N.C. Gen. Stat. § 135-106(a). “[Membership service” is defined as “service as a teacher or State employee rendered while a member of the Retirement System.” N.C. Gen. Stat. § 135-1(14). The “members” of the State Teachers’ and Employees’ Retirement System include *390“any teacher or State employee included in the membership of the System . . . .” N.C. Gen. Stat. § 135-1(13). “Service” is defined as “service as a teacher or State employee . . . .” N.C. Gen. Stat. § 135-101(17). Although the parties agree that Petitioner was a “member” of the Retirement System' and that his sick and vacation leave time counts toward the calculation of his “membership service,” they disagree about the extent to which he is entitled to credit toward the five year “membership service” requirement for the time he was on leave without pay between 6 December 2001 and 9 September 2002. As a result, the ultimate issue which we must confront in this case is the extent to which the term “membership service” used in N.C. Gen. Stat. § 135-106(a) includes periods of leave without pay. In other words, we face an issue of statutory construction.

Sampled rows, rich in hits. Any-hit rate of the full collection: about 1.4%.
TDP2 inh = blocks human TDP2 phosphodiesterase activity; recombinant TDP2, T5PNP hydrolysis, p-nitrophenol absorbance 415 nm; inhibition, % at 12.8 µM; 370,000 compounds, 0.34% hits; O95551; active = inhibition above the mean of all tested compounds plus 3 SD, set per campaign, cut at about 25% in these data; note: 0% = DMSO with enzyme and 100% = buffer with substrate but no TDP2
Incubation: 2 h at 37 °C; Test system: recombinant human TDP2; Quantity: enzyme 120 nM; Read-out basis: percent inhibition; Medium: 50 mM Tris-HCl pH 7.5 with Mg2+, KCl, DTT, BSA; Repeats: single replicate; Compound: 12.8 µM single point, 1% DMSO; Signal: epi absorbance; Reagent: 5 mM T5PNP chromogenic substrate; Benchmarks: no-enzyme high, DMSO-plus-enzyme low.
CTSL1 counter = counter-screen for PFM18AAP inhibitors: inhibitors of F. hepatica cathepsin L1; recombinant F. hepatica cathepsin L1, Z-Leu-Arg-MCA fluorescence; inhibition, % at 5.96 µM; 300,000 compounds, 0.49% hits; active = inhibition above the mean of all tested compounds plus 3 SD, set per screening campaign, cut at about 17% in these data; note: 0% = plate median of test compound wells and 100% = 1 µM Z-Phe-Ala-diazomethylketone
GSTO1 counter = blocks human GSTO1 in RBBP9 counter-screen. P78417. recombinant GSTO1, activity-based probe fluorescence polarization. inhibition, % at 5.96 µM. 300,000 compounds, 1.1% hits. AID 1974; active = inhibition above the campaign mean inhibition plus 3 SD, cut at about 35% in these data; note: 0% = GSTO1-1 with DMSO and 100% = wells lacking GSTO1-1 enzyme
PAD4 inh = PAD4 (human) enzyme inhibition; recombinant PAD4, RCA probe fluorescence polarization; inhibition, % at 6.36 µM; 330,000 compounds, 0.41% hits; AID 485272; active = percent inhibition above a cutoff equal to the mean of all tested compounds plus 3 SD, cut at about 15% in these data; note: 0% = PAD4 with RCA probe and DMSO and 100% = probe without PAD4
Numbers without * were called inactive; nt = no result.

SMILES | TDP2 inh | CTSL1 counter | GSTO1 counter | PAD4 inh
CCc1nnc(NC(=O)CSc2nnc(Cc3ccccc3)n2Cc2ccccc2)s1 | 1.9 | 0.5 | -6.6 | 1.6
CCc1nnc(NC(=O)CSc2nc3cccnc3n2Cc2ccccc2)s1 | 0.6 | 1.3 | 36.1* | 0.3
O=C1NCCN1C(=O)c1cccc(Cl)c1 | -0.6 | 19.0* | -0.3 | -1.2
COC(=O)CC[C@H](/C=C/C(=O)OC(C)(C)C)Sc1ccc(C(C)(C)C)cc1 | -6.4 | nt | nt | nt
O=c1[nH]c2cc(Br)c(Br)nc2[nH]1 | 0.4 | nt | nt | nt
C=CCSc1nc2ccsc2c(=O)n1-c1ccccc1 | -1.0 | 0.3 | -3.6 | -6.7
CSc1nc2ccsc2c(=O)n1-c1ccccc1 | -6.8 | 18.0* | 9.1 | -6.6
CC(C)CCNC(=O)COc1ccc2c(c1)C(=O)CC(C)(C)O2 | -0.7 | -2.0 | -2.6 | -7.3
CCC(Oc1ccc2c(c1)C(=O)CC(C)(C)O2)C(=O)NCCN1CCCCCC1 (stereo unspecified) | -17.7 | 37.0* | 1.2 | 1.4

“The principal goal of statutory construction is to accomplish the legislative intent.” Lenox, Inc. v. Tolson, 353 N.C. 659, 664, 548 S.E.2d 513, 517 (2001) (citing Polaroid Corp. v. Offerman, 349 N.C. 290, 297, 507 S.E.2d 284, 290 (1998)). “The best indicia of that intent are the language of the statute . . ., the spirit of the act and what the act seeks to accomplish.” Concrete Co. v. Board of Commissioners, 299 N.C. 620, 629, 265 S.E.2d 379, 385 (1980). “The interpretation of a statute given by the agency charged with carrying it out is entitled to great weight.” Frye Reg’l Med. Ctr. v. Hunt, 350 N.C. 39, 45, 510 S.E.2d 159, 163 (1999) (citing High Rock Lake Assoc. v. Environmental Management Comm., 51 N.C. App. 275, 279, 276 S.E.2d 472, 475 (1981)).